Chris A writes about Mother Theresa and asks, "Shouldn't people be self-reflective about their lives, and shouldn't we expect that self-reflection to be crushingly uncertain from time to time?" The answers are: Yes, we should expect people to be self-reflective, and yes, self-reflection should be uncertain. But no, we should not expect the uncertainty to be crushing.
Everyone, believer and skeptic alike, is uncertain—even unconvinced—about a lot of things, with no distress whatsoever. Are you absolutely certain your keys are on your dresser? Not just pretty sure, not just confident, but so absolutely certain that even if you looked at your dresser and the keys were not there, you would doubt the evidence of your senses rather than look in your pants pocket? The notion is absurd.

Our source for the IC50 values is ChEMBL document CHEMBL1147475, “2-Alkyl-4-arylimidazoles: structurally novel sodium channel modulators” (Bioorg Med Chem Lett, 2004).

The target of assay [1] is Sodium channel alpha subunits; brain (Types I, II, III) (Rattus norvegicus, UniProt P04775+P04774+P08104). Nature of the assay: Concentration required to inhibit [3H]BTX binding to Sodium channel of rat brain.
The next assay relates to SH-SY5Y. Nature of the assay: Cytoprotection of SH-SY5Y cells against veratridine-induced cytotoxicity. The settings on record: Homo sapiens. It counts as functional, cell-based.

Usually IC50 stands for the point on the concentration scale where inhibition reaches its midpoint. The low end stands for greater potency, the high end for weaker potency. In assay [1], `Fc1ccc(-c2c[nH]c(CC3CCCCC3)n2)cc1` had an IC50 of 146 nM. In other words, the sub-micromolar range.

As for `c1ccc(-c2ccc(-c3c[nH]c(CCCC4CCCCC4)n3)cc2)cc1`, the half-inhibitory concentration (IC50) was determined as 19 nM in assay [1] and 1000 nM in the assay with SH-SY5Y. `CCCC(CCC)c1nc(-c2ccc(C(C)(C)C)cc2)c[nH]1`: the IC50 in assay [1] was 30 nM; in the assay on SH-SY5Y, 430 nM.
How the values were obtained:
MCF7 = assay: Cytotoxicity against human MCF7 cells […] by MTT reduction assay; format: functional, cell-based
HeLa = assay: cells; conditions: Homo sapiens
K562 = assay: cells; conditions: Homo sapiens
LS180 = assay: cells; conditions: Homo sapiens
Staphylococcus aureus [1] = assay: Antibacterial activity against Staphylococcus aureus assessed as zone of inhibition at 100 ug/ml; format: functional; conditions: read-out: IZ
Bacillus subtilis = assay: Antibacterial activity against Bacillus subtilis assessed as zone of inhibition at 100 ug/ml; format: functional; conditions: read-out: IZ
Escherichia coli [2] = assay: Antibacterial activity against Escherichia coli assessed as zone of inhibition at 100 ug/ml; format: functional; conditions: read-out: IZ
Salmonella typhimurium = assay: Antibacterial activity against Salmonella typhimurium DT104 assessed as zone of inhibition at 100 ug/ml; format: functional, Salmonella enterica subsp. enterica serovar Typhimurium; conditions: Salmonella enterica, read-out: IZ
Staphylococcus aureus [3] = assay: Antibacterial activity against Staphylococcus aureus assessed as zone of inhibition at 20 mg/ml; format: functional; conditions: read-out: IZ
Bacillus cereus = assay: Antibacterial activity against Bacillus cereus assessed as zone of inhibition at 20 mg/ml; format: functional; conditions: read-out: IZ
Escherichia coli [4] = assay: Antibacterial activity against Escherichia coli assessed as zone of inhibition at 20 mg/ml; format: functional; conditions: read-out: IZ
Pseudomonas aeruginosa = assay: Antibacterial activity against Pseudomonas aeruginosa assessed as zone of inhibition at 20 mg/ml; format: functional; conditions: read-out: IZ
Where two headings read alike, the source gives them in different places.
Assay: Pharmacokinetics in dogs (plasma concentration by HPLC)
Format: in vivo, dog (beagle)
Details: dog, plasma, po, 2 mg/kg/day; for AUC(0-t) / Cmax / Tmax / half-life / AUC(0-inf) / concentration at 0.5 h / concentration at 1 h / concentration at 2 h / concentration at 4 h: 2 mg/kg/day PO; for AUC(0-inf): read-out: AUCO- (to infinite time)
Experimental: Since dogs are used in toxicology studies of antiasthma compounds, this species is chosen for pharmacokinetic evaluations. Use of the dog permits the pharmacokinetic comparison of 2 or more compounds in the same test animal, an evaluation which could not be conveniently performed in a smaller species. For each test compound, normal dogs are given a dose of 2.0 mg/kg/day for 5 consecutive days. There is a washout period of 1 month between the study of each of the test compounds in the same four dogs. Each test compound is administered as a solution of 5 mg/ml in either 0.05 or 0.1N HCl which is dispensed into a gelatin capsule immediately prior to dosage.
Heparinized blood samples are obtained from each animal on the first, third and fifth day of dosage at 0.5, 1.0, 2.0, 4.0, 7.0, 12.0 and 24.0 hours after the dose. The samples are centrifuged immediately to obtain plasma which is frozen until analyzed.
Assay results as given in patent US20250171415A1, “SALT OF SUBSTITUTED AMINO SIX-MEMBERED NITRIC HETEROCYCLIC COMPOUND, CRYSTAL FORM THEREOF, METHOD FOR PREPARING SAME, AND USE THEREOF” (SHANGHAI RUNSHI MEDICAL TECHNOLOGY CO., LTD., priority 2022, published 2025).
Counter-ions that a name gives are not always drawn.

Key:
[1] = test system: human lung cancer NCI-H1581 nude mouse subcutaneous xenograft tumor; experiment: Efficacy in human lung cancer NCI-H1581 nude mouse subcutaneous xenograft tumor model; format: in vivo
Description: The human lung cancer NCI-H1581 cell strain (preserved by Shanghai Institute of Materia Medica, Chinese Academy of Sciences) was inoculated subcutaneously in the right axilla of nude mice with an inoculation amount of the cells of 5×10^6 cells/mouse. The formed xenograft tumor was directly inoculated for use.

Everyone deals with uncertainty. We should be astonished, not blasé, that uncertainty over some ideas causes distress. This sort of distress is patent evidence of neurosis, not mental health.